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Incumbents paying for backing bailout
The $700 billion Wall Street rescue package isn’t playing favorites on the campaign trail: Both Republican and Democratic incumbents are under fire for backing the bailout.
While presidential rivals Sens. John McCain and Barack Obama both supported the Bush administration’s rescue plan, the congressional vote on the bailout is figuring prominently in a large number of close House and Senate races this fall, with supporters of the bill in the hot seat in race after race.
In Kentucky, for example, Senate Minority Leader Mitch McConnell faces a strong challenge from Democrat Bruce Lunsford, a millionaire businessman from Louisville, whose television ads have hammered the four-term incumbent for his leading role in helping pass the $700 billion rescue package.
“How did we get into this mess? Career politicians like Mitch McConnell,” says the narrator of one of Mr. Lunsford’s campaign ads.
But in the state’s 3rd Congressional District, it is freshman Democratic Rep. John Yarmuth on the defensive for his bailout vote in a tight rematch with Republican Anne M. Northup, whom he narrowly defeated in 2006.
In a letter to constituents, he called his vote for the package “one of my most difficult decisions since being elected.”
“I was faced with two awful choices: voting for a bill I hate or doing nothing to stop an economic meltdown that would lead to massive job losses in Louisville and throughout the country,” he said.
But Mrs. Northup has hammered away at her opponent’s bailout vote in three debates.
“I am completely against the bailout,” she said. “I think it is the worst thing we could have done.”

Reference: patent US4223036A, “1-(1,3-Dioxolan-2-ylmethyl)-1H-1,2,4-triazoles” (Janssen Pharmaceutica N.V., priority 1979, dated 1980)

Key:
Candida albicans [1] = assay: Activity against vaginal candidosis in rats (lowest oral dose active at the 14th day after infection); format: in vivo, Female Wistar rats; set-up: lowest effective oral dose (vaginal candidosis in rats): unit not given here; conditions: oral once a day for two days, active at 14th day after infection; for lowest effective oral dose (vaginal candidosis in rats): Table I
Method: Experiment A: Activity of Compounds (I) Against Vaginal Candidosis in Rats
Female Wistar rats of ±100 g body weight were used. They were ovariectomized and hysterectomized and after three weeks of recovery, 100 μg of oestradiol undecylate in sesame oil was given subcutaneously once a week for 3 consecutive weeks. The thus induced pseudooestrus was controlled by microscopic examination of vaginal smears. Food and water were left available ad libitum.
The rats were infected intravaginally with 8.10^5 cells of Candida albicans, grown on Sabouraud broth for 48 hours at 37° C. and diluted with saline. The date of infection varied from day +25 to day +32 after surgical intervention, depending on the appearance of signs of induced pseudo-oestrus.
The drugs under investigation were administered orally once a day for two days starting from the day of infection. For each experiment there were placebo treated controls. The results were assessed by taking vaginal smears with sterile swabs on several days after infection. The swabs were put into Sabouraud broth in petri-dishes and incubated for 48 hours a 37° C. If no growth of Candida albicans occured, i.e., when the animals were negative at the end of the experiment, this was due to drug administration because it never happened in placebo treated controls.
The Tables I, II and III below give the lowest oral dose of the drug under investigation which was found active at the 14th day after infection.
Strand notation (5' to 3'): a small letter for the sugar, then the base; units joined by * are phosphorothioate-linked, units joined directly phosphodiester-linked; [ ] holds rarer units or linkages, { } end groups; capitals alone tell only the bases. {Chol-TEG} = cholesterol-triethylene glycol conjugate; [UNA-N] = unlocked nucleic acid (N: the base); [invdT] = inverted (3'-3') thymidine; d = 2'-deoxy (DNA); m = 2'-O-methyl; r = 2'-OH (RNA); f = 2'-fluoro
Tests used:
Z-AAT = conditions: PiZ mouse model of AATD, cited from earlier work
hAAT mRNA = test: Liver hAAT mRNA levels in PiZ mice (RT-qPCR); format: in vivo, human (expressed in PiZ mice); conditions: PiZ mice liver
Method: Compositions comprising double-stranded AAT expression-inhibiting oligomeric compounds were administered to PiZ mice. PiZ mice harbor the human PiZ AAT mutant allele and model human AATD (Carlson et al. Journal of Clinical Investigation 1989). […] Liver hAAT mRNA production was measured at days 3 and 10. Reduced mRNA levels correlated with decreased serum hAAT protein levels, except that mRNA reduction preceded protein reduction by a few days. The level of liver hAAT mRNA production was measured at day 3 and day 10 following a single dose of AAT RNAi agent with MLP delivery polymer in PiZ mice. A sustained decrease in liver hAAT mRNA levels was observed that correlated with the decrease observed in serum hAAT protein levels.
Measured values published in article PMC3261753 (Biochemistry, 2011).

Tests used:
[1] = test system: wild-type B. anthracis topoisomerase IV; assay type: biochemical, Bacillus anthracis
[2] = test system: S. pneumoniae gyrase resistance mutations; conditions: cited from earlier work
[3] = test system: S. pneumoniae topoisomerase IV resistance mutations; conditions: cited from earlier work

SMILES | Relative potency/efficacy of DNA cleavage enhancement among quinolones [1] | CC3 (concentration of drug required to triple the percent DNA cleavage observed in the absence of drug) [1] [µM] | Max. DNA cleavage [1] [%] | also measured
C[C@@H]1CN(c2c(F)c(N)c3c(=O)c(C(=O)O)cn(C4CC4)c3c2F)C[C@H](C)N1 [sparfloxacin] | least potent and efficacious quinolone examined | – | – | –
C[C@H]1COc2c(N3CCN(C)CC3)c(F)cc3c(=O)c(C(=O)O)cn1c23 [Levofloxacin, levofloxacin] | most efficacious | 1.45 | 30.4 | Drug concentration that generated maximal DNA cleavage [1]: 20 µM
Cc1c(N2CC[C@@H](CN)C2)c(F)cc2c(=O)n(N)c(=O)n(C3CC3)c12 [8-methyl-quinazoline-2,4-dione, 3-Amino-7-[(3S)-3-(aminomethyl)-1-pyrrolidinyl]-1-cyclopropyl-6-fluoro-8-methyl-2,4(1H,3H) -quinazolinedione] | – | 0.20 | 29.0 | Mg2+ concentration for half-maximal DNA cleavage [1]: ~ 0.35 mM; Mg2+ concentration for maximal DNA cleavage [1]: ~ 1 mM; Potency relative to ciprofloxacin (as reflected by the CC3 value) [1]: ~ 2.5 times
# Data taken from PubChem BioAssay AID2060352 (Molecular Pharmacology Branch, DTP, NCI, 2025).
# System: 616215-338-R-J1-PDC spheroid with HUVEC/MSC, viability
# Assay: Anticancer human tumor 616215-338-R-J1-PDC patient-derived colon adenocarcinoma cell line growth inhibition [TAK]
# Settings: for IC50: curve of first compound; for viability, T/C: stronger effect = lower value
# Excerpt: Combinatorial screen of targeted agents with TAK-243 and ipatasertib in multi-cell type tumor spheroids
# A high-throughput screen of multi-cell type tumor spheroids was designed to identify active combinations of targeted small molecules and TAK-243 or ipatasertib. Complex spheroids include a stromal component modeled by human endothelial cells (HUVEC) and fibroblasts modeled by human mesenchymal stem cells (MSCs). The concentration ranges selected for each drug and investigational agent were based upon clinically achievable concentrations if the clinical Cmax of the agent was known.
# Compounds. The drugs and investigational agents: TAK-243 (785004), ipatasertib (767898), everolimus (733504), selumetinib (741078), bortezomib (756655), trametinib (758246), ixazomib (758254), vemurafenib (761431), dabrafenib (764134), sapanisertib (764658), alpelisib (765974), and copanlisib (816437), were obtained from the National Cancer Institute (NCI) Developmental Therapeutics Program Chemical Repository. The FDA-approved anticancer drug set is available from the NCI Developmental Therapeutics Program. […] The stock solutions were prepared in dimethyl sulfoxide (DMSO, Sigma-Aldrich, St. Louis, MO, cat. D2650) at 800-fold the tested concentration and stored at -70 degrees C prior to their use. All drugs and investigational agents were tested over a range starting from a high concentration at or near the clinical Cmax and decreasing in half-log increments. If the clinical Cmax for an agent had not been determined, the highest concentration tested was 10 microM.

Although the vote was bipartisan, the fallout is particularly felt in more conservative districts.
“It’s not a top-of-the-list issue, but it very well could be an under-the-radar issue in this election,” said John C. Fortier, a political research fellow at the American Enterprise Institute. “It has crosscutting effects on both parties, and I wouldn’t be surprised if there are some incumbents — especially in more conservative districts — who don’t come back because of their vote.”
In Georgia, it is Republican Sen. Saxby Chambliss facing an unexpectedly tough challenge from former state Rep. Jim Martin, with Mr. Chambliss’ vote in favor of the rescue plan a factor in Mr. Martin’s late surge. But three-term Democratic Rep. Jim Marshall in the state’s 8th Congressional District, who barely won re-election in a conservative district in 2006, is in another tight race against Republican challenger Rick Goddard after Mr. Marshall voted to support the bailout.
Mr. Yarmuth faces an added burden: He is among the 33 Democrats and 25 Republicans in the House who voted to defeat the bailout on the first vote Sept. 29, only to switch to “yes” four days later for a slightly modified package with the same $700 billion price tag.
The Treasury Department plan to buy up the “toxic assets” poisoning the balance sheets of the nation’s financial firms was introduced at the very end of the congressional session, forcing lawmakers to vote on an expensive, complicated bill that was vastly unpopular with constituents back home. The debate also kept Congress in session an extra week, cutting into precious campaigning time back home.
Mr. Fortier said the bill was seen as a “must-pass by elites and congressional leaders” but was “viewed with great skepticism by large parts of the public.”
About the Author
Raised in Northern Virginia, David R. Sands received an undergraduate degree from the University of Virginia and a master’s degree from the Fletcher School of Law and Diplomacy at Tufts University. He worked as a reporter for several Washington-area business publications before joining The Washington Times.
At The Times, Mr. Sands has covered numerous beats, including international trade, banking, politics ...
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